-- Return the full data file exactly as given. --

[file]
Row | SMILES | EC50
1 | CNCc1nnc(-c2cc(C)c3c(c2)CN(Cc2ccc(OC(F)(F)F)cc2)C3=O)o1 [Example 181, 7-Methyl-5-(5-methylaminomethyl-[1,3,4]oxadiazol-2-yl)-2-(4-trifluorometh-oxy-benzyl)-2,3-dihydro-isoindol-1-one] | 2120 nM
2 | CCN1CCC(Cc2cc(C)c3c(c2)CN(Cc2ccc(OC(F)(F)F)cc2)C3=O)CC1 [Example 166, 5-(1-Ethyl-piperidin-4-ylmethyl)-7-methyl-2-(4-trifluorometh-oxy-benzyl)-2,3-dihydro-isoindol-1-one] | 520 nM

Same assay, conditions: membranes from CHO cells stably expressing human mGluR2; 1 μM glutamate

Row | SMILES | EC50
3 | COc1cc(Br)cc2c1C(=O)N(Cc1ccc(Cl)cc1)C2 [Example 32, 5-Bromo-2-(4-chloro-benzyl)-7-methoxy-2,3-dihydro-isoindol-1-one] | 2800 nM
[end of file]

Row | SMILES | EC50
1 | CNCc1nnc(-c2cc(C)c3c(c2)CN(Cc2ccc(OC(F)(F)F)cc2)C3=O)o1 [Example 181, 7-Methyl-5-(5-methylaminomethyl-[1,3,4]oxadiazol-2-yl)-2-(4-trifluorometh-oxy-benzyl)-2,3-dihydro-isoindol-1-one] | 2120 nM
2 | CCN1CCC(Cc2cc(C)c3c(c2)CN(Cc2ccc(OC(F)(F)F)cc2)C3=O)CC1 [Example 166, 5-(1-Ethyl-piperidin-4-ylmethyl)-7-methyl-2-(4-trifluorometh-oxy-benzyl)-2,3-dihydro-isoindol-1-one] | 520 nM

Same assay, conditions: membranes from CHO cells stably expressing human mGluR2; 1 μM glutamate

Row | SMILES | EC50
3 | COc1cc(Br)cc2c1C(=O)N(Cc1ccc(Cl)cc1)C2 [Example 32, 5-Bromo-2-(4-chloro-benzyl)-7-methoxy-2,3-dihydro-isoindol-1-one] | 2800 nM